My problem however, was that when the hob went bang no switch was tripped! When the electrician looked at the hob, he too, as I, believed the hob to be dead. But unlike me, he had equipment to check if there was any current present? This was when he discovered the hob was far from dead! It transpired that the problem was with the little light that told you wether the hob was on or off! It had blown, but the hob was still working, hence no switch had tripped.

When/if, you look at the photos, you'll see that none of the wires have been replaced since the fire and are blackened. Some were loose and the screws were so burn't they couln't be tightened. The electrician said that the board would have to be replaced.

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woodchip

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If there was a Bang, there was a big volts short, Hob and Oven are connected together. Suggest you get somebody that knows what they are doing to check it out, Like domestic Appliance Supplier

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Woolwell

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That is a standard circuit breaker board which is nothing new and is found with most modern electrical installations. Fuse boards are gradually being replaced. An electrician who states that he or she does not recognise it or is unfamiliar with it is either incompetent or lying. Either way I would not employ that person. You need a qualified appliance repairer.

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Graphicool1

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I am not employing the boss from the company that said that. Their company is local to us, but their avertisement states them as commercial, rather than domestic electricians. They were never keen to come out and price a job. In the end we got so fed up with their lack of response, that we looked elsewhere, that's how we came upon the company we have at present.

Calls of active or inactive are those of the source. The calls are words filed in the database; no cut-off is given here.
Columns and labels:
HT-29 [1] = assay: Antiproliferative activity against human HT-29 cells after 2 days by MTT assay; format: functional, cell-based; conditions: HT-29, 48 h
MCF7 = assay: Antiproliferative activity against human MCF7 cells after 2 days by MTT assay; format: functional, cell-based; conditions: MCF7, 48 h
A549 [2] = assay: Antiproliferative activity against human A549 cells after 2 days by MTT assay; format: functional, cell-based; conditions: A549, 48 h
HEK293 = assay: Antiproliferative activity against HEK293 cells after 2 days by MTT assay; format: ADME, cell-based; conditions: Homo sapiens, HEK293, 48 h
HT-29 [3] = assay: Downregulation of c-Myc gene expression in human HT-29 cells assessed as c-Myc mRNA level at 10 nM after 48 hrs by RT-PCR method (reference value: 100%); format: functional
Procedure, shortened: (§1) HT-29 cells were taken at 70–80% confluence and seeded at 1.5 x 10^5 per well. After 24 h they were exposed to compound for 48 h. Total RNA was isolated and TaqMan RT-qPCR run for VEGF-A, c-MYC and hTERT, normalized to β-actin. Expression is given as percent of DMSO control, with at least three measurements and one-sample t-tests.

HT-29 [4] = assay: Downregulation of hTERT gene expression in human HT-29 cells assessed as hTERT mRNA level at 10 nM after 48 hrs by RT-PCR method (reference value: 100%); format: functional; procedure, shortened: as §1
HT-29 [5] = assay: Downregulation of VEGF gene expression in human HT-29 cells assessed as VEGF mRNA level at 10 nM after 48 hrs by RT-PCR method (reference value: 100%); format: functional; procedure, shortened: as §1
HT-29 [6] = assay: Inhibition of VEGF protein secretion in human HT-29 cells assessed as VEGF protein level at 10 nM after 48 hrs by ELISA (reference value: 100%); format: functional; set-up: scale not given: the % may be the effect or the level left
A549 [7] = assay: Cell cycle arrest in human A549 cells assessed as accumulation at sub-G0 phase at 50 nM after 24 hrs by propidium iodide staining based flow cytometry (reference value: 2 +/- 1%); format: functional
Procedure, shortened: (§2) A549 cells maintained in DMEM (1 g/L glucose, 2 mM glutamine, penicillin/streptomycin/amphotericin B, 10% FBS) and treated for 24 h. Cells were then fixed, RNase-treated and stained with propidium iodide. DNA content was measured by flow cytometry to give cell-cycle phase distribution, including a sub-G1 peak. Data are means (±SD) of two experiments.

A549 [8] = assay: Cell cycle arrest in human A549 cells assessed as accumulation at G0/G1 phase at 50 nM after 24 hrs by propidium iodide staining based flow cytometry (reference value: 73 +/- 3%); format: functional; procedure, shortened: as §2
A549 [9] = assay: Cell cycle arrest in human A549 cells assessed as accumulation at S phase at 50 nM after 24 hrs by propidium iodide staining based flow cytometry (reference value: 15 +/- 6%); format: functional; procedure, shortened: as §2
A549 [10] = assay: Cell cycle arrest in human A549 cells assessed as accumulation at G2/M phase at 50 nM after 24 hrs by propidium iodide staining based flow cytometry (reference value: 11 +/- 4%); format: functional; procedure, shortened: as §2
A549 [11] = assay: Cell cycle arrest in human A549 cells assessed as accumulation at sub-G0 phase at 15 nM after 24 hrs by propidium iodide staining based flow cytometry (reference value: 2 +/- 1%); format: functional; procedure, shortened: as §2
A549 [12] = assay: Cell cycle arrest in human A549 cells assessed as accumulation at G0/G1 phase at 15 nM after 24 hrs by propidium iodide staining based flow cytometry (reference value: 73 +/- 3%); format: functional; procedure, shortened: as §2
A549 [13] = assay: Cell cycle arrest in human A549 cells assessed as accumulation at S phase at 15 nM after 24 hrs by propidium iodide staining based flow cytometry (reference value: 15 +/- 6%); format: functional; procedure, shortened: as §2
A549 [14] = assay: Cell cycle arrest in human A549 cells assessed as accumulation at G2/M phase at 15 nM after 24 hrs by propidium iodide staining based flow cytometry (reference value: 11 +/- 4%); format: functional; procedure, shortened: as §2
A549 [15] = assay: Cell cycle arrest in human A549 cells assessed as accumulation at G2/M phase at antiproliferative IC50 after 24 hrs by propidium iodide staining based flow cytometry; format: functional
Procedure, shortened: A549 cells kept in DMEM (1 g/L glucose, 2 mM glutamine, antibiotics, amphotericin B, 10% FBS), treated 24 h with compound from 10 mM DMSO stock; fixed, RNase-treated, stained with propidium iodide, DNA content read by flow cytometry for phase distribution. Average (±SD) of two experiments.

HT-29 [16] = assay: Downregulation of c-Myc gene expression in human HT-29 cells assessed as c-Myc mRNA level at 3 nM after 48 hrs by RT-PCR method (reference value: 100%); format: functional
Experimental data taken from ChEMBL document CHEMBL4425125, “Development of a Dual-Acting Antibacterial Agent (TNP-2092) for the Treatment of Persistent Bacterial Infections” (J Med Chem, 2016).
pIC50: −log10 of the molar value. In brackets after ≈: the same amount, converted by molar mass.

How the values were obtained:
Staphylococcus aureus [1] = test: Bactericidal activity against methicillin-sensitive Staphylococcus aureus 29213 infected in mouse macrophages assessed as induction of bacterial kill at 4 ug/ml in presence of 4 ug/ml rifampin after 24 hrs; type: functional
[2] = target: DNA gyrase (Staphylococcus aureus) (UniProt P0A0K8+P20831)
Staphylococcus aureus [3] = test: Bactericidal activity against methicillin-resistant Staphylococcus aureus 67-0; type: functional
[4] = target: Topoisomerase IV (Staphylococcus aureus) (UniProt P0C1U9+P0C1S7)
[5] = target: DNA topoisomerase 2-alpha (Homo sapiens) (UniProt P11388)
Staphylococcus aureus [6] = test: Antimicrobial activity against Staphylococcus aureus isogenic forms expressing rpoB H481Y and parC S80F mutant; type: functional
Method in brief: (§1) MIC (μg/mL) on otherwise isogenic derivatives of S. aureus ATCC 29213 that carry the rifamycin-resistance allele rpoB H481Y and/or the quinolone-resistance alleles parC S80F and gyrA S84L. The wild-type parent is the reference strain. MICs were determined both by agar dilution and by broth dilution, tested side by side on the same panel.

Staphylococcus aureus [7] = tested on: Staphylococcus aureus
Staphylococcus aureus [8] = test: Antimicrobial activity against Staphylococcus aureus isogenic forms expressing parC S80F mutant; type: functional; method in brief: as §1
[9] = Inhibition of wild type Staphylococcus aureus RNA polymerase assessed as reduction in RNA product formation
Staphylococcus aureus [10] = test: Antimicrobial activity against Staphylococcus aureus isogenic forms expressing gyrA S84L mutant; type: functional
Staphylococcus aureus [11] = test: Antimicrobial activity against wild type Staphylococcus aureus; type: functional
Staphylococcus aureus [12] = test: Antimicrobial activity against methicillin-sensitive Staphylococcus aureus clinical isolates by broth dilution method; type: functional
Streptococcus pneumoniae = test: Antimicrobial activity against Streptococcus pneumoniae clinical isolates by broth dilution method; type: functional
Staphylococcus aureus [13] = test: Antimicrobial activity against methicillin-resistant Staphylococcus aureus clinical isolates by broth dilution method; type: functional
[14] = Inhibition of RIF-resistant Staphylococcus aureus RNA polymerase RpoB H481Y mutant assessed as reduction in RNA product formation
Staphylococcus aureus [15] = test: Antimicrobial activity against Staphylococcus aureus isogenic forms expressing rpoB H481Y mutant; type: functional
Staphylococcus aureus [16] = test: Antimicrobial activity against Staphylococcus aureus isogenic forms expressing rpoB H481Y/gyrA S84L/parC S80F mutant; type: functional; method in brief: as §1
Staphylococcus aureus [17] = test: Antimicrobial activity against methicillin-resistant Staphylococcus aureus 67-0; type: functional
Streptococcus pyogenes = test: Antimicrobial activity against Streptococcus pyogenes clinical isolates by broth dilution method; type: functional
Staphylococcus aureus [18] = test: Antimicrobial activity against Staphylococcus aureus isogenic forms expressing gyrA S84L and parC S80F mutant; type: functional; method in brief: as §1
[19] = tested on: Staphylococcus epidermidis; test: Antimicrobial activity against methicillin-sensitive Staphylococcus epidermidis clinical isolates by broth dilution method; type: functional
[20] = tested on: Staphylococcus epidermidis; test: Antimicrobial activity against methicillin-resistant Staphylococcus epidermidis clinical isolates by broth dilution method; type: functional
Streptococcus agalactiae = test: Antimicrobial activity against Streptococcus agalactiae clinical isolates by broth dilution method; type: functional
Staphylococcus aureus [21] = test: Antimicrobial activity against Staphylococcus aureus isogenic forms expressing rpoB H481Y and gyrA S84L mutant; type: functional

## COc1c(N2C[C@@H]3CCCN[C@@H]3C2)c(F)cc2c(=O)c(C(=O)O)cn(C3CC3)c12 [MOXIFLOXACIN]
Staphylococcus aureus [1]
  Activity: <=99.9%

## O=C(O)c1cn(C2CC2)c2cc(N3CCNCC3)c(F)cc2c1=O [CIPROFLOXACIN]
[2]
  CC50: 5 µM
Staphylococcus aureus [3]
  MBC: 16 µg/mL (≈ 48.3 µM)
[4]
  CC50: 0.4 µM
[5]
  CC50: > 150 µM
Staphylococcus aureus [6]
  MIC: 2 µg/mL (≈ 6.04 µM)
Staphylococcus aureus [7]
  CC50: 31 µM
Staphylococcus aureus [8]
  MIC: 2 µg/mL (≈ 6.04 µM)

The governer came out yesterday afternoon, he was here for 3 hours, in which time he provided and installed an emersion timer, changed the allocation of two switches, one light one fan in the bathroom. Replaced a single light fitting with a bank of four spotlights in the kitchen and sorted the hob. Following this he checked out and made some adjustments to the circuit breaker and charged £150, which seems like a lot of money to me. If I took 3 hours to paint a picture I wouldn't expect, let alone ask for anything close to that. But if it has to be then so be it, he seemed to know what he was doing and was competent.

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Fruit Bat /\0/\

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Agreed, I was fitting these things over twenty years ago when I was doing house wiring.

They are now law since the 17th edition electrical regs came out June 2008, must have miniture breakers and an RCD, old wire type fuses can not be used in a rewire.

Like any other electrical circuit screws need to be tight as loose contacts cause high resistance and therefore heat which can turn into a fire very easily.

Seen the effect when an immersion heater switch caused a fire in an airing cupboard and a loss of the whole second floor of the house.

My own Fuse board needed to be replaced as the main switch connection started to burn away (spotted during an annual inspection).

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bumpkin

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3 hours work, plus he has to get there using his own transport, has to be qualified which he has to pay for, has to study for this in his own time. Also supplied a timer, I think you got off very lightly at £150.